When it comes to anti-depressants, there’s SSRIs, tricyclics, MAOIs, and… bupropion*. I always wondered why it was that every other anti-depressant** came in a variety of forms, but there was only one bupropion.
Bupropion is metabolized into several different compounds in your body, the most important being hydroxybupropion, which is a norepinephrine-selective reuptake inhibitor***, meaning it causes the neurotransmitter norepiniephrine to hang around longer so your nerves experience more of it. “Selective” means it doesn’t affect all receptors equally, but is otherwise spectacularly uninformative. Bupropion itself and several lesser metabolites also increase dopamine availability, but it’s not clear if that happens to any measurable degree in humans in the doses we take. So we assume the effects on norepinephrine is the major reason bupropion works, but no one really has idea what it is going on in the brain so we can’t be sure.
Turns out there is another NSRI available, and it is actually quite well marketed. Just not for depression. Atomoxetine is better known as Strattera, one of very few non-stimulant treatments for ADHD. Its effects are not identical to bupropion, but they’re pretty similar, and there are studies showing atomoxetine is useful for treating depression. Why then does no one market atomoexetine as an antidepressant, or bupropion as an anti-ADHD treatment (even though it’s shown promise)? I don’t want to jump to the worst possible explanation, but the FDA requires new trials for every usage of a drug, and crazymeds.us is not wrong when it notes there is more money in treating ADHD and competing with very heavily controlled drugs that work very differently than there is in treating depression and competing with many off-patent drugs, one of which works in a very similar way. And now that’s its been approved for something, any doctor who wants can still prescribe it for depression. Meanwhile bupropion went off patent before ADHD was really a thing, so no one has any incentive to pay for additional testing now.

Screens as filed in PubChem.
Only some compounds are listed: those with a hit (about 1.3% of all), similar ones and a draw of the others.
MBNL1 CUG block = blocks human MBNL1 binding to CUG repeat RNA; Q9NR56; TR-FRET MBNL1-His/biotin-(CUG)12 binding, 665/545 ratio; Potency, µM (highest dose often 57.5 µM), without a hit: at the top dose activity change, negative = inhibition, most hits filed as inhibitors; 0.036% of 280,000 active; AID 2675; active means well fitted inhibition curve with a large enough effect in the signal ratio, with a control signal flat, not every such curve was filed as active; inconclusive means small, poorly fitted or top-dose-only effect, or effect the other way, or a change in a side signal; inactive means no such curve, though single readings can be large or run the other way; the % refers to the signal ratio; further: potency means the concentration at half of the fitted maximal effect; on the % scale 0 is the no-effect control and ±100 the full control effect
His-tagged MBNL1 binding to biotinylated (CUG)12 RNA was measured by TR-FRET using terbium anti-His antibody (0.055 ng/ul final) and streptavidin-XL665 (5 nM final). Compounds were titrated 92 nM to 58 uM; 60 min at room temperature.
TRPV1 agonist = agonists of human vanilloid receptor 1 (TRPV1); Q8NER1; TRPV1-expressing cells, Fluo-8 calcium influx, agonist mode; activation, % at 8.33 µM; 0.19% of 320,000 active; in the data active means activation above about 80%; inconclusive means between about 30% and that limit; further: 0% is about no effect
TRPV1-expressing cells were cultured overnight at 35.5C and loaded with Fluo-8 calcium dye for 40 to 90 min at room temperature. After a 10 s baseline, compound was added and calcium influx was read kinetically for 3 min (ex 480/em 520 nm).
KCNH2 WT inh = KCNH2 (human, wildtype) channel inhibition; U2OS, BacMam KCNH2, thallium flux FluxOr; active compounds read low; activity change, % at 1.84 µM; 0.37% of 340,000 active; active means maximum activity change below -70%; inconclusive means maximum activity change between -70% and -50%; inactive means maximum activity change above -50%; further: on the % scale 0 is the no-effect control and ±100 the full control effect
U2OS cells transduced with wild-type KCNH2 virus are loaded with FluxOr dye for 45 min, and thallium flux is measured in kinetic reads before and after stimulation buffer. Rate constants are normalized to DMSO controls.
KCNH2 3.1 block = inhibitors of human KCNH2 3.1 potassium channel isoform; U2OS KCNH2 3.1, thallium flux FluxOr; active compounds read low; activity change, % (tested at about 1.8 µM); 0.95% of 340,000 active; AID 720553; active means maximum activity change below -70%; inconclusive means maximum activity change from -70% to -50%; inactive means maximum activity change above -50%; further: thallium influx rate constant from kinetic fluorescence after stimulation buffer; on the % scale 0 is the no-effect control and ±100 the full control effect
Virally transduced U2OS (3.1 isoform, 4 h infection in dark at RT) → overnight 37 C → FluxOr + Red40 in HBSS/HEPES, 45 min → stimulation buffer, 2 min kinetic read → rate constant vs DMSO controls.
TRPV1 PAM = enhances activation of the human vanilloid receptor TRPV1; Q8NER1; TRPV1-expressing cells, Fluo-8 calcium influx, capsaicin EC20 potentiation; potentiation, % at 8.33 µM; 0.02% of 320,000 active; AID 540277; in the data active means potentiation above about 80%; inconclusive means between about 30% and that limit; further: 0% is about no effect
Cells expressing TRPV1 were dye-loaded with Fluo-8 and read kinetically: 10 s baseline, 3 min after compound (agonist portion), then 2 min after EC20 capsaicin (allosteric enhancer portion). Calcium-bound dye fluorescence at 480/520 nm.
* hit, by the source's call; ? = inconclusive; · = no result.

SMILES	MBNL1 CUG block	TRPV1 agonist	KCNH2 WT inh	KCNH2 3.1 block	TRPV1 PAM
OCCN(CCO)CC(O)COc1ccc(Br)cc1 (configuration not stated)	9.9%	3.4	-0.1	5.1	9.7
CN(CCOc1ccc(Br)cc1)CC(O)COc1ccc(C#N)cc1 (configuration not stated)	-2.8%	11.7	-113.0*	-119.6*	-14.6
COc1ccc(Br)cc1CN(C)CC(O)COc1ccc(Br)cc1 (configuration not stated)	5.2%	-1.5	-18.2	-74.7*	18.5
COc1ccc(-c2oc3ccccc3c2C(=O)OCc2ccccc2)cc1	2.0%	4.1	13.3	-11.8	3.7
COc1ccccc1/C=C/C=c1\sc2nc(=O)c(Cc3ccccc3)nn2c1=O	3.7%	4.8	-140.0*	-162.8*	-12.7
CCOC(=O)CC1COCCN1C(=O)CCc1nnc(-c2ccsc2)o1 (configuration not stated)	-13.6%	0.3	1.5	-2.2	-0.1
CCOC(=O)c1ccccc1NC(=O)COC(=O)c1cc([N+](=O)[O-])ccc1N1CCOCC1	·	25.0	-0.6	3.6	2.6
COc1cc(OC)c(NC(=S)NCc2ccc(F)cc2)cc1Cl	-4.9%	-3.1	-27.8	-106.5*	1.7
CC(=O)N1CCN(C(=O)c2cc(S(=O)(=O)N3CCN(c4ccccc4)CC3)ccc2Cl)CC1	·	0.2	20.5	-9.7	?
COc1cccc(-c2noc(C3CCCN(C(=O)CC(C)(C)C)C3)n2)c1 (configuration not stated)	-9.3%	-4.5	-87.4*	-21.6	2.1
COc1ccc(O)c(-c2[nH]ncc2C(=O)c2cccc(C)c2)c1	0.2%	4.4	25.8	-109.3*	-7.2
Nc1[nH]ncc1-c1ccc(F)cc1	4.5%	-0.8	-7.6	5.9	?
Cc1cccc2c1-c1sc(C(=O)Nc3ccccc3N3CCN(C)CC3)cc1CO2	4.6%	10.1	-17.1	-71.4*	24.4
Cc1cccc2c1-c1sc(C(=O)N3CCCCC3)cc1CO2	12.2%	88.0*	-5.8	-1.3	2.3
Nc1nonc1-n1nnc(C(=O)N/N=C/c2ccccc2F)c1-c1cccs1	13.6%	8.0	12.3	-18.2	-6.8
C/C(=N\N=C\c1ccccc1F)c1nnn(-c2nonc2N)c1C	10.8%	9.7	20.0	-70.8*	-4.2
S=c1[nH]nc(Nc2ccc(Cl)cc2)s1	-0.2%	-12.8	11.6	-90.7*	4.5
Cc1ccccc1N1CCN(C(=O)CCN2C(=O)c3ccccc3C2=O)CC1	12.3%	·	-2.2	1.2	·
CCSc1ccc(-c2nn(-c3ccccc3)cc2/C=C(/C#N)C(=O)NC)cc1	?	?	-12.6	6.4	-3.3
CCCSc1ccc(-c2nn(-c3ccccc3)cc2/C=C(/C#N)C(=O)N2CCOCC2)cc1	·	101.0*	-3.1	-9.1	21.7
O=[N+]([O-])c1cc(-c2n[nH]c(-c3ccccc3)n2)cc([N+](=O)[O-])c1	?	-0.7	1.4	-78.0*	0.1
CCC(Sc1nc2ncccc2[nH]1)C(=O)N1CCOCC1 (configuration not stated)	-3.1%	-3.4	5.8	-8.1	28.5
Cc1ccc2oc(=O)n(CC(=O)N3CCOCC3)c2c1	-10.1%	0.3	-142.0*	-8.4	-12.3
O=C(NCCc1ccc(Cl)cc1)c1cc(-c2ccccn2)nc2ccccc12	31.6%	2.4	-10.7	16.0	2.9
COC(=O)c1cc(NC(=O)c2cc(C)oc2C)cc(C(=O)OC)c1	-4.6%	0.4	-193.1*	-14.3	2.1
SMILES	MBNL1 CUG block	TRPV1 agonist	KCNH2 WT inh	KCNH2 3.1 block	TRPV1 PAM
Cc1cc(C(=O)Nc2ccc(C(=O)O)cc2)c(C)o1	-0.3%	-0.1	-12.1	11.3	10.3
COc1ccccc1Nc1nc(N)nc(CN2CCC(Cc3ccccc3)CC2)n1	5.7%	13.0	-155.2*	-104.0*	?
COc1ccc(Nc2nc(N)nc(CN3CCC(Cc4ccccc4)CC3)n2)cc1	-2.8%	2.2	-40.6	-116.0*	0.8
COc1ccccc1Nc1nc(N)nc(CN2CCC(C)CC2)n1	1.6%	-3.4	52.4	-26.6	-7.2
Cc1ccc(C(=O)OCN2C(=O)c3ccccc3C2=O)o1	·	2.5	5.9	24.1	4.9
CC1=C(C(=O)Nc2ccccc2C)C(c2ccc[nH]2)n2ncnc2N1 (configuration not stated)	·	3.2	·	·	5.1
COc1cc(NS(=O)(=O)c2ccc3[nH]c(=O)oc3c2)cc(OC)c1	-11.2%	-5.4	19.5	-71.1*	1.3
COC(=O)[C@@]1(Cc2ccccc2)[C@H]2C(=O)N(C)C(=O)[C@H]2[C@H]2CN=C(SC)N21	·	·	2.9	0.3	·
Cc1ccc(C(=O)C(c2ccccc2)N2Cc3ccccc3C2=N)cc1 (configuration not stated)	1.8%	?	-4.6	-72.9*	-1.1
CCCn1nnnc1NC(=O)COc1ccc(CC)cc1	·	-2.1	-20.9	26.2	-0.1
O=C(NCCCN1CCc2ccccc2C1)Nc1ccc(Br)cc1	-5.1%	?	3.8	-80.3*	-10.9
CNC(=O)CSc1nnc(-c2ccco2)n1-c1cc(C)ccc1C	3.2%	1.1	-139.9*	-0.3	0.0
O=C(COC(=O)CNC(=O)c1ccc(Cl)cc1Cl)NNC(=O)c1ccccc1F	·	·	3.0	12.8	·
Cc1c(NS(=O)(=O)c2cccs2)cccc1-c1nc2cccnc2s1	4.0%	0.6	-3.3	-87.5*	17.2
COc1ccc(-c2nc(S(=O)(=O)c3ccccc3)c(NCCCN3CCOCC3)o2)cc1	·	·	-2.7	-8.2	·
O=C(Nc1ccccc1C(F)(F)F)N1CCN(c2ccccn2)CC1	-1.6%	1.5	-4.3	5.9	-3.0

There are a number of other NRIs and NSRIs, few of which made it to the US. But I hope bupropion takes comfort in knowing it does have a family, even if they spell their name differently.
*Brand name Wellbutrin when marketed as an anti-depressant, Zyban when marketed as an anti-smoking aid.
**Until you get to the really weird stuff they use for treatment-resistant depression. Every atypical antipsychotic is its own little snowflake.
***The more common name for these is selective norepinephrine reuptake inhibitor, but that has the same acronym as serotonin norepinephrine reuptake inhibitor, a different kind of drug, so I use NSRI to avoid confusion.